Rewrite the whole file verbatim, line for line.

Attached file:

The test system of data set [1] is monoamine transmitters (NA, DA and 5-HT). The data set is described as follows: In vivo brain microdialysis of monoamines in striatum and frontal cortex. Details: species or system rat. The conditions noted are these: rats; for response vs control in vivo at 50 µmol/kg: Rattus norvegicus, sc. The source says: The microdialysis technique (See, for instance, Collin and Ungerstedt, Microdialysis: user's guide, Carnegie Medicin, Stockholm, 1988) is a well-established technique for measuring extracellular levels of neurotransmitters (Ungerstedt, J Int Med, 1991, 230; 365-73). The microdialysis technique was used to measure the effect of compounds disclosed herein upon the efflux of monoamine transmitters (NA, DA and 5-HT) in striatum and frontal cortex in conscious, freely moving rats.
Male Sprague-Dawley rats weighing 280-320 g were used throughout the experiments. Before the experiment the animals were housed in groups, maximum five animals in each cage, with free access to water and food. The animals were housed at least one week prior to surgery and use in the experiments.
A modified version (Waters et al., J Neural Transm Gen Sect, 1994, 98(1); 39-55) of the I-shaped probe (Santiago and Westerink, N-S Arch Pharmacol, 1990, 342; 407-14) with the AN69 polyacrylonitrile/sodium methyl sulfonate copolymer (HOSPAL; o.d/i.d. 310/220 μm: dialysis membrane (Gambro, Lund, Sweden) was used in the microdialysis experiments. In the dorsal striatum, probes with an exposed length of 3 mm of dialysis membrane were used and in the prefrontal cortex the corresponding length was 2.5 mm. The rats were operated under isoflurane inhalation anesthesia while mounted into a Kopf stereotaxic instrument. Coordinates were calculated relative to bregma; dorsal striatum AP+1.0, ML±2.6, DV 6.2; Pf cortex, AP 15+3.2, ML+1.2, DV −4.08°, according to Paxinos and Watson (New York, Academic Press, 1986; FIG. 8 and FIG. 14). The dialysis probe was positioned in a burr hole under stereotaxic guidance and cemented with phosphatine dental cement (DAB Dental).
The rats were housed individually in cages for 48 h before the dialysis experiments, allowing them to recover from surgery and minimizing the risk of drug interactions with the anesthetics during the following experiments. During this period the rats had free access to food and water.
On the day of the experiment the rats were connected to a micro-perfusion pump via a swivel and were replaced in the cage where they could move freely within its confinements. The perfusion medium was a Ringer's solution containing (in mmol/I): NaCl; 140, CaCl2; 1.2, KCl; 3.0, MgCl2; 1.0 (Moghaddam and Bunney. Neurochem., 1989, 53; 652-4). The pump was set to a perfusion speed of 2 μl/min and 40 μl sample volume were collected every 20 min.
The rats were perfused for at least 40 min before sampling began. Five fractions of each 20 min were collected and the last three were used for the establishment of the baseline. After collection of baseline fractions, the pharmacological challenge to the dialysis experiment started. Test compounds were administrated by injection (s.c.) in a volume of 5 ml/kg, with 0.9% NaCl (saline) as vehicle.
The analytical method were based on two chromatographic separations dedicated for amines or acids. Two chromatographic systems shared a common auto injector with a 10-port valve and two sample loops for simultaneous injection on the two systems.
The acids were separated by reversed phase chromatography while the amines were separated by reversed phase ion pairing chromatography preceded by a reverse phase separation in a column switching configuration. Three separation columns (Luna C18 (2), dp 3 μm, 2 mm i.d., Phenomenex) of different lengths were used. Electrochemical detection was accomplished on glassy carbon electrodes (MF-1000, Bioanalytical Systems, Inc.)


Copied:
The test system of data set [1] is monoamine transmitters (NA, DA and 5-HT). The data set is described as follows: In vivo brain microdialysis of monoamines in striatum and frontal cortex. Details: species or system rat. The conditions noted are these: rats; for response vs control in vivo at 50 µmol/kg: Rattus norvegicus, sc. The source says: The microdialysis technique (See, for instance, Collin and Ungerstedt, Microdialysis: user's guide, Carnegie Medicin, Stockholm, 1988) is a well-established technique for measuring extracellular levels of neurotransmitters (Ungerstedt, J Int Med, 1991, 230; 365-73). The microdialysis technique was used to measure the effect of compounds disclosed herein upon the efflux of monoamine transmitters (NA, DA and 5-HT) in striatum and frontal cortex in conscious, freely moving rats.
Male Sprague-Dawley rats weighing 280-320 g were used throughout the experiments. Before the experiment the animals were housed in groups, maximum five animals in each cage, with free access to water and food. The animals were housed at least one week prior to surgery and use in the experiments.
A modified version (Waters et al., J Neural Transm Gen Sect, 1994, 98(1); 39-55) of the I-shaped probe (Santiago and Westerink, N-S Arch Pharmacol, 1990, 342; 407-14) with the AN69 polyacrylonitrile/sodium methyl sulfonate copolymer (HOSPAL; o.d/i.d. 310/220 μm: dialysis membrane (Gambro, Lund, Sweden) was used in the microdialysis experiments. In the dorsal striatum, probes with an exposed length of 3 mm of dialysis membrane were used and in the prefrontal cortex the corresponding length was 2.5 mm. The rats were operated under isoflurane inhalation anesthesia while mounted into a Kopf stereotaxic instrument. Coordinates were calculated relative to bregma; dorsal striatum AP+1.0, ML±2.6, DV 6.2; Pf cortex, AP 15+3.2, ML+1.2, DV −4.08°, according to Paxinos and Watson (New York, Academic Press, 1986; FIG. 8 and FIG. 14). The dialysis probe was positioned in a burr hole under stereotaxic guidance and cemented with phosphatine dental cement (DAB Dental).
The rats were housed individually in cages for 48 h before the dialysis experiments, allowing them to recover from surgery and minimizing the risk of drug interactions with the anesthetics during the following experiments. During this period the rats had free access to food and water.
On the day of the experiment the rats were connected to a micro-perfusion pump via a swivel and were replaced in the cage where they could move freely within its confinements. The perfusion medium was a Ringer's solution containing (in mmol/I): NaCl; 140, CaCl2; 1.2, KCl; 3.0, MgCl2; 1.0 (Moghaddam and Bunney. Neurochem., 1989, 53; 652-4). The pump was set to a perfusion speed of 2 μl/min and 40 μl sample volume were collected every 20 min.
The rats were perfused for at least 40 min before sampling began. Five fractions of each 20 min were collected and the last three were used for the establishment of the baseline. After collection of baseline fractions, the pharmacological challenge to the dialysis experiment started. Test compounds were administrated by injection (s.c.) in a volume of 5 ml/kg, with 0.9% NaCl (saline) as vehicle.
The analytical method were based on two chromatographic separations dedicated for amines or acids. Two chromatographic systems shared a common auto injector with a 10-port valve and two sample loops for simultaneous injection on the two systems.
The acids were separated by reversed phase chromatography while the amines were separated by reversed phase ion pairing chromatography preceded by a reverse phase separation in a column switching configuration. Three separation columns (Luna C18 (2), dp 3 μm, 2 mm i.d., Phenomenex) of different lengths were used. Electrochemical detection was accomplished on glassy carbon electrodes (MF-1000, Bioanalytical Systems, Inc.)